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Domain (Rats #3)

3.97  ·  Rating Details  ·  3,679 Ratings  ·  111 Reviews
The long-dreaded nuclear conflict. The city torn apart, shattered, its people destroyed or mutilated beyond hope. For just a few, survival is possible only beneath the wrecked streets - if there is time to avoid the slow-descending poisonous ashes. But below, the rats, demonic offspring of irradiated forebears, are waiting. They know that Man is weakened, become frail. Has ...more
Paperback, 421 pages
Published 1985 by New English Library (first published 1983)
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Jun 26, 2016 Andrew rated it really liked it
And so my journey through James Herberts' early works continues (all be in through the night which may in hindsight might not have been the smartest thing).

This concludes what is often seen as the Rats trilogy (as I have said before there is a short graphic novel set in the same universe - which is actually the 4th part) and of all of them this is the bleakest - I guess Mr Herbert wanted to go out on a high note.

By now however the power of the first two books had started to wane (a little) the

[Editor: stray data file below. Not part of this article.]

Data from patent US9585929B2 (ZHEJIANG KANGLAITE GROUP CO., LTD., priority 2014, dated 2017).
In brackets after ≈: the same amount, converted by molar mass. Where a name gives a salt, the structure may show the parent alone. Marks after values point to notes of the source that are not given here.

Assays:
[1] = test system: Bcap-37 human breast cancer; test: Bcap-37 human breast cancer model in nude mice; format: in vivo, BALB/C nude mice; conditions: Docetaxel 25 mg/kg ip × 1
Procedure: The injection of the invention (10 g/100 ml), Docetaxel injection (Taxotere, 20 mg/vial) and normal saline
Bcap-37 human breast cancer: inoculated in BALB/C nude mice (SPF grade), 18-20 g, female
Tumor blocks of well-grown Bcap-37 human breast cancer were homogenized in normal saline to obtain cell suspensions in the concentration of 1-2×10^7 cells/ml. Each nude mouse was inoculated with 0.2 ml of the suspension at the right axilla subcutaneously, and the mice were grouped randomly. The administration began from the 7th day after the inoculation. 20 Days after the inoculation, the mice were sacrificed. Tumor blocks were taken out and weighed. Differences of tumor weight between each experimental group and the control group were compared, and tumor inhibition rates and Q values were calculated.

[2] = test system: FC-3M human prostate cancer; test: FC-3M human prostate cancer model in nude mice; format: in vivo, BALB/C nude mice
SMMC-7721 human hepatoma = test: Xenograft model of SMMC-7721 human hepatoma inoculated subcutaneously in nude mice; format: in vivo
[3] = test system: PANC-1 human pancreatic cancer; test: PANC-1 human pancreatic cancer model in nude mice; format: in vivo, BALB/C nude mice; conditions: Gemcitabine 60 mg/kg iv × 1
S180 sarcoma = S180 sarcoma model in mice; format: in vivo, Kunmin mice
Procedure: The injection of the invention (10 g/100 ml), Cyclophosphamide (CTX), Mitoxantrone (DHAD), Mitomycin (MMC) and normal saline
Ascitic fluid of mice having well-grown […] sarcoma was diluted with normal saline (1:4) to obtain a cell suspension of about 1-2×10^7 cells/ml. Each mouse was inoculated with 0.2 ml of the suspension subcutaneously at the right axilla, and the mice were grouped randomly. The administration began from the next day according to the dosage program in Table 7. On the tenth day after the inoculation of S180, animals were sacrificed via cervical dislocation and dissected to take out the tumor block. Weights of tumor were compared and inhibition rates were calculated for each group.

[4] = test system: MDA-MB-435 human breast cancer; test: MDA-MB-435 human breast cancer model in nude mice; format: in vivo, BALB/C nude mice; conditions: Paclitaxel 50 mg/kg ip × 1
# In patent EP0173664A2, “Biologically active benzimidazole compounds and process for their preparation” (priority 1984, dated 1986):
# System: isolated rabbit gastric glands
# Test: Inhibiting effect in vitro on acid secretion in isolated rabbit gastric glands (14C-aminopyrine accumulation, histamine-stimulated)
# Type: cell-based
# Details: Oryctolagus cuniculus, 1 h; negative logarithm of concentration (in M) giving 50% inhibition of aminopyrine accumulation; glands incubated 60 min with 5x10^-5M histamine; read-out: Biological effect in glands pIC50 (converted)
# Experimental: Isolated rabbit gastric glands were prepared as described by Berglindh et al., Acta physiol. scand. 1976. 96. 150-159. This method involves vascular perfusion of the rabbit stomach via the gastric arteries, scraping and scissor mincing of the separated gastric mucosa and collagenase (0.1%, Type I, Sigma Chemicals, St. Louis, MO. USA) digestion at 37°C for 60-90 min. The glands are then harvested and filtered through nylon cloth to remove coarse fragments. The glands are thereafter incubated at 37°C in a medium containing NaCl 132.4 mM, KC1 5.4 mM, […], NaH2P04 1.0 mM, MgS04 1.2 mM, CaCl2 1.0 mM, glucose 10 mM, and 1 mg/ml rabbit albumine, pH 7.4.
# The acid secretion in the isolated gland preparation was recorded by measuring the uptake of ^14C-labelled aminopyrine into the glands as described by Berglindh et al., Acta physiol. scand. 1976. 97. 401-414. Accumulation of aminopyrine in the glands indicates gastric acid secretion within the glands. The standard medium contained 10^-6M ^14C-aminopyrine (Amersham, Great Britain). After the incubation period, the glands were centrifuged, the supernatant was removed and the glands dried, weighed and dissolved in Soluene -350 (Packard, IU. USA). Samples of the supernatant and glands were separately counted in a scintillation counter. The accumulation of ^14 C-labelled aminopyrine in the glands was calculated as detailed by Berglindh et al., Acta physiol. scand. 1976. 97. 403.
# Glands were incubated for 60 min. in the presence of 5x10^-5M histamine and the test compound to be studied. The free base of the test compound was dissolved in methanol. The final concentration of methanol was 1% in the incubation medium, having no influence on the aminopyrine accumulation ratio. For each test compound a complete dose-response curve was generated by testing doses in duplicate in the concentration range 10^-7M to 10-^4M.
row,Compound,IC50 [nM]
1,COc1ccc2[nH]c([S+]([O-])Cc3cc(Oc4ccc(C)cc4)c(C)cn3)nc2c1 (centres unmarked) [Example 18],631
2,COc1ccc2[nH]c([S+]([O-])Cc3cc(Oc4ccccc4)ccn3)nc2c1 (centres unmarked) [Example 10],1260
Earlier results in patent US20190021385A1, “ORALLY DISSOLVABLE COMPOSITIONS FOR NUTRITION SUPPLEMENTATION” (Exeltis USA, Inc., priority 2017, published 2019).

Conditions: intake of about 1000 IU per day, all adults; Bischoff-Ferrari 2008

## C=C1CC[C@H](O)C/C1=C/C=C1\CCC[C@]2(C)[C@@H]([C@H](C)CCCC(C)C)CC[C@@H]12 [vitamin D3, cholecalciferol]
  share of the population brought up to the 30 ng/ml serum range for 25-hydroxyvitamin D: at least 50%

David Brian
3.5 stars.
Okay, so I loved James Herbert's first two excursions into a land being overrun by nightmare rodents. Herbert's The Rats, and its follow up Lair, concerns a plague of giant black rats sweeping through southern England, and they are wonderful examples of genre fiction. They were both written, and set, during the nineteen seventies and yet, other than the odd reference to wearing a 'tweed jacket' and driving a 'Ford Capri', both hold up remarkably well. Domain, which was written some ele
Randolph Carter
Mar 17, 2016 Randolph Carter rated it really liked it  ·  review of another edition
Shelves: horror, fiction, owned
Rats, rats everywhere, giant mutant rats as big as dogs... If postnuclear London wasn't bad enough, for Steve Culver et. al. there are these giant mutant rats leftover from Herbert's previous two novels to deal with. And rabid dogs, and crazy people too.

Setting the story in a post apocalyptic world lets Herbert free himself from any of the kind of plausibility boundaries that held the previous two volumes in the Rat trilogy back. Herbert can just let his imagination go. In addition, Herbert's p
Nov 17, 2009 Dreadlocksmile rated it really liked it  ·  review of another edition
First published back in 1984, James Herbert’s novel ‘Domain’ formed the third and final full length novel to his classic ‘rats’ trilogy (although a graphic novel entitled ‘The City’ was later released in 1993 which followed on with the storyline).